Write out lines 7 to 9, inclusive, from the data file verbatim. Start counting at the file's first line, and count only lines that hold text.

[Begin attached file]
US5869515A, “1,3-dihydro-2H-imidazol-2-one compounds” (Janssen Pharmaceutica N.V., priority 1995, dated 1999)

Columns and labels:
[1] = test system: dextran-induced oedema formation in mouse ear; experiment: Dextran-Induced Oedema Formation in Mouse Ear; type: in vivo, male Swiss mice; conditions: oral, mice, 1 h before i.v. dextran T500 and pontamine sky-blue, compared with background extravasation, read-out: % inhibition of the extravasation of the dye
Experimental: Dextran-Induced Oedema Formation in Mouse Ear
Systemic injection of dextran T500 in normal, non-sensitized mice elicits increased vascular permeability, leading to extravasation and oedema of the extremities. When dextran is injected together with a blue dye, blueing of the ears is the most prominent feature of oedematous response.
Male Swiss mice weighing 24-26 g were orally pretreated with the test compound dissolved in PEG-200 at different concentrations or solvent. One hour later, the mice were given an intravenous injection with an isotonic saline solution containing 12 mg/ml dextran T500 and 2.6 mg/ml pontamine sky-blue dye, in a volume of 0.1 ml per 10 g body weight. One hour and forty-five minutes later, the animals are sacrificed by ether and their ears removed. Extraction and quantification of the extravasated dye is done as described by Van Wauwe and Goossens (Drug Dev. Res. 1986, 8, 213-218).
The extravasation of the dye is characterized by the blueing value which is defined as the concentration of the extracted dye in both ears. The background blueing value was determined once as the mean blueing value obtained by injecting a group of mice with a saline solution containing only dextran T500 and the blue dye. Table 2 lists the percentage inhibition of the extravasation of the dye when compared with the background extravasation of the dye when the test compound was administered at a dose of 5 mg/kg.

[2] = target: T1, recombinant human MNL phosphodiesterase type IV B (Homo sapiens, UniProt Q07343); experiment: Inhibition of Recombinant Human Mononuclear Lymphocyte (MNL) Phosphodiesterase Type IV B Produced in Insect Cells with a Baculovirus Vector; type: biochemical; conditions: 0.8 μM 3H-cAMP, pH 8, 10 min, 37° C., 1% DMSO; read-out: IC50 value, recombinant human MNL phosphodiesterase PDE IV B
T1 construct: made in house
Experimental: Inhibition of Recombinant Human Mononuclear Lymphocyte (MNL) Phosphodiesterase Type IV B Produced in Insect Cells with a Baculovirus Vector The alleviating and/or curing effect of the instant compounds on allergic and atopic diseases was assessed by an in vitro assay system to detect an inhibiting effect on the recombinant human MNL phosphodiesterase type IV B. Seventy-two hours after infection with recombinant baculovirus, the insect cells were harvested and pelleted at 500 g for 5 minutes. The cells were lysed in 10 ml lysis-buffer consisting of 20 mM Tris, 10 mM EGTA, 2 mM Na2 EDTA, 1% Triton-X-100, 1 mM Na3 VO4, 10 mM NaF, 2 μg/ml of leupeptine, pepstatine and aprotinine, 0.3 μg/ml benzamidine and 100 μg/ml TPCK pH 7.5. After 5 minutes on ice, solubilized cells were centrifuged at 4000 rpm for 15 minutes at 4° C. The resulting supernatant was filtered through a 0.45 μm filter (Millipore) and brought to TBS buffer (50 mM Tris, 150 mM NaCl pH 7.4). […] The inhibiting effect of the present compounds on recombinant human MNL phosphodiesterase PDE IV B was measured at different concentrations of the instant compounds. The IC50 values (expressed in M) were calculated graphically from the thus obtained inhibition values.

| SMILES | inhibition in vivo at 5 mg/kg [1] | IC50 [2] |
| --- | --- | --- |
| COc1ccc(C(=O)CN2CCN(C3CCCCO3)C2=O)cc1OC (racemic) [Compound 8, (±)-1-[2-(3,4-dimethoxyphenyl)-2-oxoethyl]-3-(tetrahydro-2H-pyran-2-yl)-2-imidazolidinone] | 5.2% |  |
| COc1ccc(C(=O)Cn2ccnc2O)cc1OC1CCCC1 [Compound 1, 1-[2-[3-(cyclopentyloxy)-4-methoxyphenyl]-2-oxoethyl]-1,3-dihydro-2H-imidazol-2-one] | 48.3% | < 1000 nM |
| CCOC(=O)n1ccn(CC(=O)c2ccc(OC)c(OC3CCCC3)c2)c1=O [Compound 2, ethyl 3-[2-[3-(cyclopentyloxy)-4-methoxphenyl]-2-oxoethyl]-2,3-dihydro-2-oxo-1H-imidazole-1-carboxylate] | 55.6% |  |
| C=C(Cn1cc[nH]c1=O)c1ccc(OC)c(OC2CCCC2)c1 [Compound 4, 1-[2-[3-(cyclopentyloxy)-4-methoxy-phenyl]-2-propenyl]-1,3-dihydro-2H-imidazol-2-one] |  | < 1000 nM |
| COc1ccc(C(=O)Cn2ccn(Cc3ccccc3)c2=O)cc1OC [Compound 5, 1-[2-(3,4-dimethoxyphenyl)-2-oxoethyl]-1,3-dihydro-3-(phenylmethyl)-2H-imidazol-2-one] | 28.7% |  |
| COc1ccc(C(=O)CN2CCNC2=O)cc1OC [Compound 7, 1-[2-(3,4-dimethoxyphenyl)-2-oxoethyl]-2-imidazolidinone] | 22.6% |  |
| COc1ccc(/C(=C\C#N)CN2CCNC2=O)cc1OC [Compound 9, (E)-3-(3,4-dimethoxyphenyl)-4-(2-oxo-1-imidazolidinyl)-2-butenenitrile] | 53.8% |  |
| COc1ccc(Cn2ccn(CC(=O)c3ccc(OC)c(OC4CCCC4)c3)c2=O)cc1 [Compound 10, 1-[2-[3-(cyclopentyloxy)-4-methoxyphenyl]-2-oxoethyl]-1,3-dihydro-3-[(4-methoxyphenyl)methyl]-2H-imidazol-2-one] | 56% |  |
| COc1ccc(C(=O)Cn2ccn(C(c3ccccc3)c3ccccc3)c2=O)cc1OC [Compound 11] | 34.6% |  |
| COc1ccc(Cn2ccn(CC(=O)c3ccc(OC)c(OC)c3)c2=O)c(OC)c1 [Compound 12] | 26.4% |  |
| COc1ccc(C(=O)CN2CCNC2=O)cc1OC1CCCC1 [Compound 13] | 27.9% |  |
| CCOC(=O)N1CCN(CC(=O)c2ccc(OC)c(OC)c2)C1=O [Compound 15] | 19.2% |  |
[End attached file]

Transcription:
The extravasation of the dye is characterized by the blueing value which is defined as the concentration of the extracted dye in both ears. The background blueing value was determined once as the mean blueing value obtained by injecting a group of mice with a saline solution containing only dextran T500 and the blue dye. Table 2 lists the percentage inhibition of the extravasation of the dye when compared with the background extravasation of the dye when the test compound was administered at a dose of 5 mg/kg.

[2] = target: T1, recombinant human MNL phosphodiesterase type IV B (Homo sapiens, UniProt Q07343); experiment: Inhibition of Recombinant Human Mononuclear Lymphocyte (MNL) Phosphodiesterase Type IV B Produced in Insect Cells with a Baculovirus Vector; type: biochemical; conditions: 0.8 μM 3H-cAMP, pH 8, 10 min, 37° C., 1% DMSO; read-out: IC50 value, recombinant human MNL phosphodiesterase PDE IV B
T1 construct: made in house